Global consumption of plastics has increased 20-fold over the last 50 years. In the next twenty it will probably double. The production of plastic is based in 90% on fossil fuels and not on secondary raw materials. Such a large dependence on oil makes plastics responsible for 6% of its consumption. The World Economic Forum estimates that in 2050 plastic will be responsible for 15% of greenhouse gas emissions in the world.
Not only the production process of plastic leaves much to be desired. The basic problem is the difficulty in its collection (40% of plastics in Europe is used in packaging), combined with its durability and current consumption patterns. In 2014 in the European Union, only 30% of plastic was recycled. Millions of tons of plastic per year enter the natural environment, destroying it and negatively affecting its condition. Currently, it is estimated that every year 8 million tons of plastic enters the seas and oceans, and in 2050 it is estimated that  there will be more plastic elements than fish.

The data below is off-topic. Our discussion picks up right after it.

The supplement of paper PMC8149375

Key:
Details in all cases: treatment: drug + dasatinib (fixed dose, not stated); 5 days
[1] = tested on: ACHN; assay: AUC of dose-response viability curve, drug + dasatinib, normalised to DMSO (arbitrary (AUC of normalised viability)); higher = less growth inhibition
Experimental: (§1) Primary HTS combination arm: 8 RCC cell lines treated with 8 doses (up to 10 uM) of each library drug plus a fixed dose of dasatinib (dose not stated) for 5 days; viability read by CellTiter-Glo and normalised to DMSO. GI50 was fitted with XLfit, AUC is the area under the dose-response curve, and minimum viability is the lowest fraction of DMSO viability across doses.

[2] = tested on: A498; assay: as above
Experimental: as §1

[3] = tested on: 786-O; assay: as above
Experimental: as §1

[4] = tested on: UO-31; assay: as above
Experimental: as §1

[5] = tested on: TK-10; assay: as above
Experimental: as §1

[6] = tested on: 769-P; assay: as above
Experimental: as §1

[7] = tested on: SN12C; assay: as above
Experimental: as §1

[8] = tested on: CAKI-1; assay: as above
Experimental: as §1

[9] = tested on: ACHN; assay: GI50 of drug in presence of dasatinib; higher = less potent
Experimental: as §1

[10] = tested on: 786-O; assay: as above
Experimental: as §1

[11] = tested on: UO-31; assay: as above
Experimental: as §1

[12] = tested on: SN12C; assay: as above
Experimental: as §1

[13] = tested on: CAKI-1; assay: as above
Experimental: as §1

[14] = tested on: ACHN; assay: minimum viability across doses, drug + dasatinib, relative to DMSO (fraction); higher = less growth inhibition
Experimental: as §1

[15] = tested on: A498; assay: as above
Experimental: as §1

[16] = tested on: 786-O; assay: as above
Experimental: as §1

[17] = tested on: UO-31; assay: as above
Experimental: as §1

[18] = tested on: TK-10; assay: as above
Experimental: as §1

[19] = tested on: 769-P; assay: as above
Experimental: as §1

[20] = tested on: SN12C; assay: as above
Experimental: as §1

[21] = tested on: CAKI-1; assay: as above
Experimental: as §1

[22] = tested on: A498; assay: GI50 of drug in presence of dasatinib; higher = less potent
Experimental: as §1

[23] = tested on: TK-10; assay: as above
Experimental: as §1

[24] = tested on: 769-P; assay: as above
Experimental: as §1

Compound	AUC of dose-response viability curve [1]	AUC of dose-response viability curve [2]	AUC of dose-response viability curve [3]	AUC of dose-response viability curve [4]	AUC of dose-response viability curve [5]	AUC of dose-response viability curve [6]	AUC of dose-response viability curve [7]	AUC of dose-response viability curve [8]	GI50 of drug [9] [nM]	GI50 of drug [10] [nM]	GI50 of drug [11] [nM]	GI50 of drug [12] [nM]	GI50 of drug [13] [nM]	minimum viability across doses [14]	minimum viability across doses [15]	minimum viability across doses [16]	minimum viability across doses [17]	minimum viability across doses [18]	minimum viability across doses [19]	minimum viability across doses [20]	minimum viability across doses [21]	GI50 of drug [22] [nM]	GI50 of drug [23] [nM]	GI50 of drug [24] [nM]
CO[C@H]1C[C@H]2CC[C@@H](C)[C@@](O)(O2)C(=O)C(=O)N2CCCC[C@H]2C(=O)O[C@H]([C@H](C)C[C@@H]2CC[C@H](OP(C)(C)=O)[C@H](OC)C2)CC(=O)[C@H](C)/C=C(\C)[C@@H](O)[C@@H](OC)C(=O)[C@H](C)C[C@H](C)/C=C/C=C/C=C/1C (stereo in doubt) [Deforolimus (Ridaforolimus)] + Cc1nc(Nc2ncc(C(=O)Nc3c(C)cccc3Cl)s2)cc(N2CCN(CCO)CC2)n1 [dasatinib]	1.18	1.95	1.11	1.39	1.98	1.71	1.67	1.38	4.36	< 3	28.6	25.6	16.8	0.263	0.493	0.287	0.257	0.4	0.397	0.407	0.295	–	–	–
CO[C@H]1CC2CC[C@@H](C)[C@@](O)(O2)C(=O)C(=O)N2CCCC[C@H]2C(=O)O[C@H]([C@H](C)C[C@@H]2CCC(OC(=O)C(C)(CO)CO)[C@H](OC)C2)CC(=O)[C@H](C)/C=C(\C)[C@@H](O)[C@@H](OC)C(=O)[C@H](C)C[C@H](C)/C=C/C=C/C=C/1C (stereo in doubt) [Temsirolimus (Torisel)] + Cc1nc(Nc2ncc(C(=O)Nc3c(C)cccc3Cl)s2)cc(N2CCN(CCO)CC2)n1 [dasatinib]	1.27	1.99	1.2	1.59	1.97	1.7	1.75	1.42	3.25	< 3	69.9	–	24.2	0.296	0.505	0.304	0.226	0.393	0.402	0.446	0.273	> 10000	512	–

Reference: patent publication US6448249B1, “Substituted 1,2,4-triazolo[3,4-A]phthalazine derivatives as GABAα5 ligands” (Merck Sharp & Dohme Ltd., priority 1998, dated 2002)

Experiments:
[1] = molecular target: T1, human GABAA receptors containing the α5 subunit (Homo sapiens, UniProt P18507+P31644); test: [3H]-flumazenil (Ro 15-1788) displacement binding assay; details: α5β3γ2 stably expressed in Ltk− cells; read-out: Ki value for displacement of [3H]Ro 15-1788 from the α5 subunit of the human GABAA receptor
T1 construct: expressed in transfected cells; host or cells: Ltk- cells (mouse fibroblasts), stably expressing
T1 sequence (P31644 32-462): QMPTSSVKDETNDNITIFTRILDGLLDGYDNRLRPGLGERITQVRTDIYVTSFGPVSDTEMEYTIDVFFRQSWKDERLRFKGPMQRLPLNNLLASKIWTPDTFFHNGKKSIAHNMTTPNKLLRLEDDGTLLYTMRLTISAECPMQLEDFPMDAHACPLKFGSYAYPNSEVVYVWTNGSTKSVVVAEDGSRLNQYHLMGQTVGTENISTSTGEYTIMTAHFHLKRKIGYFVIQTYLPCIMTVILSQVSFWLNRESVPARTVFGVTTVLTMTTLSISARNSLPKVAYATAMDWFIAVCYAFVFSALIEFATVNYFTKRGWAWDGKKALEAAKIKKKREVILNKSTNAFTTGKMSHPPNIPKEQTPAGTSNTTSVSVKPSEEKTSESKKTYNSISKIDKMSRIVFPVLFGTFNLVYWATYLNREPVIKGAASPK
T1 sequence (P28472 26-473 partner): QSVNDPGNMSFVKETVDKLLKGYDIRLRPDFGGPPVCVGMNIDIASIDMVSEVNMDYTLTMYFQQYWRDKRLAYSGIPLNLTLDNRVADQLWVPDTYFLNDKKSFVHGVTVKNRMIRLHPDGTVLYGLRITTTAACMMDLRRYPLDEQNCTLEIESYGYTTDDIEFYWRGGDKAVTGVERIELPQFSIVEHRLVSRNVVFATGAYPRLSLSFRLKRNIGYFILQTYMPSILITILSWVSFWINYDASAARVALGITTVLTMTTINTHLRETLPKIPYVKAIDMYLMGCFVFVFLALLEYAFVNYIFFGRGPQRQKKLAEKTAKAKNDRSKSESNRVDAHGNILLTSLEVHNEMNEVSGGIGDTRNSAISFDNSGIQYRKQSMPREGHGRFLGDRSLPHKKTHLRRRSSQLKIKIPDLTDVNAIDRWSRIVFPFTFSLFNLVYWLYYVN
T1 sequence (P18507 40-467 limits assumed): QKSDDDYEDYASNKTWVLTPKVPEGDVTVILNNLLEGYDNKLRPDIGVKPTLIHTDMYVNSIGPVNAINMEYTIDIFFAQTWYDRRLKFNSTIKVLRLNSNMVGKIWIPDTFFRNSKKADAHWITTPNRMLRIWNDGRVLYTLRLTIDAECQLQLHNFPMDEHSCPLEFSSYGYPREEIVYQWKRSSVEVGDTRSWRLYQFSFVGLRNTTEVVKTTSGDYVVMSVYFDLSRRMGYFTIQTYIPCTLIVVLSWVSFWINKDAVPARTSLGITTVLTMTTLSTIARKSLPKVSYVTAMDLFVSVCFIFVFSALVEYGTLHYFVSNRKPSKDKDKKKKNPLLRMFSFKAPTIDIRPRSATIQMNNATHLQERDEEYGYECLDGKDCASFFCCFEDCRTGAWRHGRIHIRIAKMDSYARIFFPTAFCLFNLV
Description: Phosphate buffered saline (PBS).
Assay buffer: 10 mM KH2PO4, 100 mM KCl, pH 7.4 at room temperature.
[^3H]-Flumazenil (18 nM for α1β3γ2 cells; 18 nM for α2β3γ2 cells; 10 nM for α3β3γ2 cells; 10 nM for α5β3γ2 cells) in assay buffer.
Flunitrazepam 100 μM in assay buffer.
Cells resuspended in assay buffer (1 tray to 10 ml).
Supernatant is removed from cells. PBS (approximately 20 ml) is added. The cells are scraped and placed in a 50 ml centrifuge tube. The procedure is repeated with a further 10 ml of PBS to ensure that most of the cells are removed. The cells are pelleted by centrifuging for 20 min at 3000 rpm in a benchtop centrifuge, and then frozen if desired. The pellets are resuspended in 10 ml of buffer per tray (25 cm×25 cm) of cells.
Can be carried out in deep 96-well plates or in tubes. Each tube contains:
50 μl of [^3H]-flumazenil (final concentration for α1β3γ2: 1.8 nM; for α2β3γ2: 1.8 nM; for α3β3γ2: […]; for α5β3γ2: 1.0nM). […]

New technologies in plastic production and management in line with the circular economy notion are the light in the tunnel. Biodegradable materials are increasingly being used, there are improved recycling technologies, and in many countries around the world advanced bail systems are introduced resulting in a significant improvement in plastics recycling rates. Unfortunately without the support of all stakeholders in the closing of plastic loops limiting its negative effects on life condition  would not be enough.